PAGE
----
I felt very good with this last one, but after some more printings… the room smells like a granny hairstyle contest.
After thinking a lot on it I found a solution. Some years ago I played with pine resin to make a homemade soldering paste. Though the results where satisfying, I stopped using that substance because once diluted in alcohol, when the dissolvent evaporates it remains a surface extremely sticky. That is exactly what I want now for my printing bed: a sticky surface.
Today I’ve tried the first formulation with very good results:
50 grams of Ethylic Alcohol
3 grams of pine resin
The recipe is quite simple. All you have to do is follow the next steps:
Make powder a couple of resin stones (1cm side each one).
Pour the powder and the alcohol in a small bottle, close it and stir until the resin dissolves completely.
Put the resulting liquid into a spray bottle and you have a ready to use adherence improver that doesn’t smell at all.
Some 3D print jobs may take hours to finish. When printing to an Ender 3 (and I guess there are other printer models with the same issue) even if the job has finished, the printer stays on and the power module fans continue running. If this happens during night hours, it means a noise that we can avoid easily.
We have a lot of possibilities to achieve our goal, but I don’t want to plug any wire to the Raspi GPIO to control a relay board. I instead used a Sonoff Switch to control a standard multiplug.
We will cover only the switching solution assuming that you have already your Octoprint system connected to your printer and working.
The solution will perform the next steps to switch off the printer and the Raspi:
The printing job will run as usual.
When the job is completed, Octoprint will check for any event listener already configured (in config.yaml file)
Our event configuration will trigger a system command consisting of a Wget to contact to Webhools
Webhooks will notify IFTTT about the finished printing job
IFTTT will take into account (with a programmed filter) the time when the event occurs to switch off (or not) the Sonoff Switch
IFTTT will send a message to eWelink platform to switch off the device
eWelink platform will tell our device to switch off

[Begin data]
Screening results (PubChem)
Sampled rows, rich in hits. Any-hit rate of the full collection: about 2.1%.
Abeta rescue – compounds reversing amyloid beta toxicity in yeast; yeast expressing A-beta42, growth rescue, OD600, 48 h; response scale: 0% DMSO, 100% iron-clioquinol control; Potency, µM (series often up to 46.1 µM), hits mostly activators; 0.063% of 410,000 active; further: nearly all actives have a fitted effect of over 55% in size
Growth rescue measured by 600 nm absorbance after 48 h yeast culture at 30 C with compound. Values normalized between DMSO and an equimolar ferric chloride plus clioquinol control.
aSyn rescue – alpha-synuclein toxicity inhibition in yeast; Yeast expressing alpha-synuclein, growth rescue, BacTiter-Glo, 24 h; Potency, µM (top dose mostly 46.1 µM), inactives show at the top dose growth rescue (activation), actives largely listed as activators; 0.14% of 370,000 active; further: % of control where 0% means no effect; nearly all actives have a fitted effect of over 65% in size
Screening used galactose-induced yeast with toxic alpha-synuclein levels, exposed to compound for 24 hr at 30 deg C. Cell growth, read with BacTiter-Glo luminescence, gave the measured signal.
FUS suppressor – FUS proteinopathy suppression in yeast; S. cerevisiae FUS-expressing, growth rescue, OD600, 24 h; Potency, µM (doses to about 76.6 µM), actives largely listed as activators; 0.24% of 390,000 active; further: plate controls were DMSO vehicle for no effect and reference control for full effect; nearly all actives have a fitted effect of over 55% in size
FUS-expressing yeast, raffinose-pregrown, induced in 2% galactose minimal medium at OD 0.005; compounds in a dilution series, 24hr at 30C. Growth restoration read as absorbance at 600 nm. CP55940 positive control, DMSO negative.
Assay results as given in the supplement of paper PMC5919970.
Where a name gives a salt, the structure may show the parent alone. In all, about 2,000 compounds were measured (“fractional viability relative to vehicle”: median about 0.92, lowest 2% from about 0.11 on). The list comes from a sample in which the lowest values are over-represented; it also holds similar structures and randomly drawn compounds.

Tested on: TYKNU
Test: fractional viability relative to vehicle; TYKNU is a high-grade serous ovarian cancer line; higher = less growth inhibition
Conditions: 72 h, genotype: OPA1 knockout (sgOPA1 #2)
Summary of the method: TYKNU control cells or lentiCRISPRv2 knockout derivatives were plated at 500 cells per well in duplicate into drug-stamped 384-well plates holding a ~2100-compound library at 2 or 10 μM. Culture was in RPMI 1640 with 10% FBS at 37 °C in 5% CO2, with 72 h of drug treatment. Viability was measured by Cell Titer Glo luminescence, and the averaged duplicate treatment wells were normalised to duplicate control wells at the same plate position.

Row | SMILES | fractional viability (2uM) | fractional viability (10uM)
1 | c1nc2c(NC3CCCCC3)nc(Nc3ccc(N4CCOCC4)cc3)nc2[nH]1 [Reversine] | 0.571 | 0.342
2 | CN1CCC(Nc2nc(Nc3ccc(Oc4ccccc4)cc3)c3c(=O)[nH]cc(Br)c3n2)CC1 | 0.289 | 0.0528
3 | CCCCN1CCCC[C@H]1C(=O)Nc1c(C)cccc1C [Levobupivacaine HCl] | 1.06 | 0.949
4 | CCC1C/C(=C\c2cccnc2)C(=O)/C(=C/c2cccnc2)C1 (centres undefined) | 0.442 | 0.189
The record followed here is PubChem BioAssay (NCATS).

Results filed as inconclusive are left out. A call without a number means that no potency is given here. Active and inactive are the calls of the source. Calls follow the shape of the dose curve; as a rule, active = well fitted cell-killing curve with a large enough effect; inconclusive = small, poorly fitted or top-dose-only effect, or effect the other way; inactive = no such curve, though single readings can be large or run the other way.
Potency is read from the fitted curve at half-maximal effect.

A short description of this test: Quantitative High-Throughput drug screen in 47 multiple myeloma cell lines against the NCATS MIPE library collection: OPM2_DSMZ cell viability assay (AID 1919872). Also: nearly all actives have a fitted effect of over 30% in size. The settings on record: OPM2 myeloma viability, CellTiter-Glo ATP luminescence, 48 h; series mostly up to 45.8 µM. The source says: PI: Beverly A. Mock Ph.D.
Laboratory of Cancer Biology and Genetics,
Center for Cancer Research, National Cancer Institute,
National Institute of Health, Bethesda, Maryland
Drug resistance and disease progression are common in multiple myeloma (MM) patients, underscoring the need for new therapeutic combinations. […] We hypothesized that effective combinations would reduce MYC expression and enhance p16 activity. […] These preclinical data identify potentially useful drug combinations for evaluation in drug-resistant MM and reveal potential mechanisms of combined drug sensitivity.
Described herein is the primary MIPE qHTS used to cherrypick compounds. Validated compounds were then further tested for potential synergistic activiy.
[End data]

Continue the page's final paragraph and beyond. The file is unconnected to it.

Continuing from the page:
Though it seems there is a lot of work to do, you’ll see it’s quite easy to set up everything and most of the steps are performed in the background by IFTTT platform.
List of components
IFTTT account: you can use your Google account to log in
This step is quite easy. All you have to do is cutting the multiplug wire to insert the Sonoff switch in it. Be aware that Sonoff switch has an input and an output.
There are a bunch of videos and tutorials about how to do this.
2.- Set up your Sonoff Switch
Use the app installed on your Android phone to set up the switch. Just to clarify how the Sonoff switch works take into account these next points:
The switch connects to your Wifi router:
All the communication occurs between the switch and eWelink server. You cannot (unless you reprogram the switch board) communicate directly to it through your LAN.
To set up the switch using its App, you have to be connected to the same Wifi network at the moment of setup. This point is very important because you may have two wifi networks at home (one for 2.4GHz devices and another one for 5GHz) and probably you connect your mobile to 5GHz one. If you don’t connect to 2.4GHz at the moment you configure your switch you will be telling your device to connect the network you are in and it will not be able to connect to that 5GHz wifi. It is only capable to connect to 2.4GHz AP, so please before configuring the device connect your mobile to your 2.4GHz wifi AP. This is only for during setup process. Once the device is configured you can return your mobile to your 5GHz wifi.
Once the Sonoff device is configured, you have several alternatives to switch it on/off:
Using eWelink App
Using Google Assistant
Using IFTTT (If This Then That) platform. And this will be our choice for this solution.
Just in case you have any issue while reproducing the activation steps shown in the video, here you have the official link to the eWelink setup process.
At this point, you should be able to switch on/off your device by using eWelink App on your Android phone. If you are not, please do not continue beyond this point and review all the configurations.
3.- IFTTT Applet Set up
Now you have your device reachable in the cloud it’s the moment to create an applet in IFTTT. You will use a free account and some of the characteristics of your applet are premium, so you will be limited and you will not be able to publish your applet for others and it will just be available for you. That’s no problem at all.